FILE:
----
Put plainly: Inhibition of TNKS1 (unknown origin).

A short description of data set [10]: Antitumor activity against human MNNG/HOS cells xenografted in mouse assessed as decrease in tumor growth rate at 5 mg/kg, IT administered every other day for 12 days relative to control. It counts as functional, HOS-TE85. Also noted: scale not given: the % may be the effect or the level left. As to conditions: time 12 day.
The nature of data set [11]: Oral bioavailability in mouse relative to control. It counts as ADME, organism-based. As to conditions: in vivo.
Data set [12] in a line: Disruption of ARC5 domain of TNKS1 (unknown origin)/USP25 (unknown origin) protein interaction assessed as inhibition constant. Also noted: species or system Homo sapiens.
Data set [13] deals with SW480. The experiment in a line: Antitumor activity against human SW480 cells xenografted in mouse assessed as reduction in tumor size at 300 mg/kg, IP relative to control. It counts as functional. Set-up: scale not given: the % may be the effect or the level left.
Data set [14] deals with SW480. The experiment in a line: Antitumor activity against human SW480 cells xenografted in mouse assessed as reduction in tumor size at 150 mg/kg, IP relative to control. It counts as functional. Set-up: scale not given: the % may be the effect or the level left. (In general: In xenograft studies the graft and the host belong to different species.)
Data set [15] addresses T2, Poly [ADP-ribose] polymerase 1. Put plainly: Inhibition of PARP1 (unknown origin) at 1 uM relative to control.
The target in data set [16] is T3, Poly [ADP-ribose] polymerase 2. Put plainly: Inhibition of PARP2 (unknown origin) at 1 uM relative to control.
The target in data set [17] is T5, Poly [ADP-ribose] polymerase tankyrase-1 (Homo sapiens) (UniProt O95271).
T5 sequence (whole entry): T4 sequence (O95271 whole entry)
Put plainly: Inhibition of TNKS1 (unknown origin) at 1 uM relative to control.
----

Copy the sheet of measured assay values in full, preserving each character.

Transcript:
Put plainly: Inhibition of TNKS1 (unknown origin).

A short description of data set [10]: Antitumor activity against human MNNG/HOS cells xenografted in mouse assessed as decrease in tumor growth rate at 5 mg/kg, IT administered every other day for 12 days relative to control. It counts as functional, HOS-TE85. Also noted: scale not given: the % may be the effect or the level left. As to conditions: time 12 day.
The nature of data set [11]: Oral bioavailability in mouse relative to control. It counts as ADME, organism-based. As to conditions: in vivo.
Data set [12] in a line: Disruption of ARC5 domain of TNKS1 (unknown origin)/USP25 (unknown origin) protein interaction assessed as inhibition constant. Also noted: species or system Homo sapiens.
Data set [13] deals with SW480. The experiment in a line: Antitumor activity against human SW480 cells xenografted in mouse assessed as reduction in tumor size at 300 mg/kg, IP relative to control. It counts as functional. Set-up: scale not given: the % may be the effect or the level left.
Data set [14] deals with SW480. The experiment in a line: Antitumor activity against human SW480 cells xenografted in mouse assessed as reduction in tumor size at 150 mg/kg, IP relative to control. It counts as functional. Set-up: scale not given: the % may be the effect or the level left. (In general: In xenograft studies the graft and the host belong to different species.)
Data set [15] addresses T2, Poly [ADP-ribose] polymerase 1. Put plainly: Inhibition of PARP1 (unknown origin) at 1 uM relative to control.
The target in data set [16] is T3, Poly [ADP-ribose] polymerase 2. Put plainly: Inhibition of PARP2 (unknown origin) at 1 uM relative to control.
The target in data set [17] is T5, Poly [ADP-ribose] polymerase tankyrase-1 (Homo sapiens) (UniProt O95271).
T5 sequence (whole entry): T4 sequence (O95271 whole entry)
Put plainly: Inhibition of TNKS1 (unknown origin) at 1 uM relative to control.